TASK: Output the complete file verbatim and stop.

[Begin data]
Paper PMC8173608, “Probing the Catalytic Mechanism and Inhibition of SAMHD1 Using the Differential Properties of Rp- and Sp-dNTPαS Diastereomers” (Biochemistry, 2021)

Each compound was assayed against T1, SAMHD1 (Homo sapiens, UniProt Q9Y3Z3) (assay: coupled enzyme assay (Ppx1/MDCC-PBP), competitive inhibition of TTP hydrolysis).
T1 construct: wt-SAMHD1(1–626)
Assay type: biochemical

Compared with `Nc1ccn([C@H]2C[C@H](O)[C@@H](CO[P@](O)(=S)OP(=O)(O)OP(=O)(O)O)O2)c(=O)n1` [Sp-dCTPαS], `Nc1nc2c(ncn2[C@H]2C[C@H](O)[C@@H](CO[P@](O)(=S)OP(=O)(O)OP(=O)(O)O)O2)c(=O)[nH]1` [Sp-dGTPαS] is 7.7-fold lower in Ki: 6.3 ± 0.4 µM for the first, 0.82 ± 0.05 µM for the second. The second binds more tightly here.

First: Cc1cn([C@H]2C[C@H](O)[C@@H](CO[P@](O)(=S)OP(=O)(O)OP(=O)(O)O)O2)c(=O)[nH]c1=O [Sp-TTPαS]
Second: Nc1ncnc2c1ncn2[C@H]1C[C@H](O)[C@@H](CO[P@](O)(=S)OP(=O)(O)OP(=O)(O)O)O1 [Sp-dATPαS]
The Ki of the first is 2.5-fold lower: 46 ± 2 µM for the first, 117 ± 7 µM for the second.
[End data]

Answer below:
Paper PMC8173608, “Probing the Catalytic Mechanism and Inhibition of SAMHD1 Using the Differential Properties of Rp- and Sp-dNTPαS Diastereomers” (Biochemistry, 2021)

Each compound was assayed against T1, SAMHD1 (Homo sapiens, UniProt Q9Y3Z3) (assay: coupled enzyme assay (Ppx1/MDCC-PBP), competitive inhibition of TTP hydrolysis).
T1 construct: wt-SAMHD1(1–626)
Assay type: biochemical

Compared with `Nc1ccn([C@H]2C[C@H](O)[C@@H](CO[P@](O)(=S)OP(=O)(O)OP(=O)(O)O)O2)c(=O)n1` [Sp-dCTPαS], `Nc1nc2c(ncn2[C@H]2C[C@H](O)[C@@H](CO[P@](O)(=S)OP(=O)(O)OP(=O)(O)O)O2)c(=O)[nH]1` [Sp-dGTPαS] is 7.7-fold lower in Ki: 6.3 ± 0.4 µM for the first, 0.82 ± 0.05 µM for the second. The second binds more tightly here.

First: Cc1cn([C@H]2C[C@H](O)[C@@H](CO[P@](O)(=S)OP(=O)(O)OP(=O)(O)O)O2)c(=O)[nH]c1=O [Sp-TTPαS]
Second: Nc1ncnc2c1ncn2[C@H]1C[C@H](O)[C@@H](CO[P@](O)(=S)OP(=O)(O)OP(=O)(O)O)O1 [Sp-dATPαS]
The Ki of the first is 2.5-fold lower: 46 ± 2 µM for the first, 117 ± 7 µM for the second.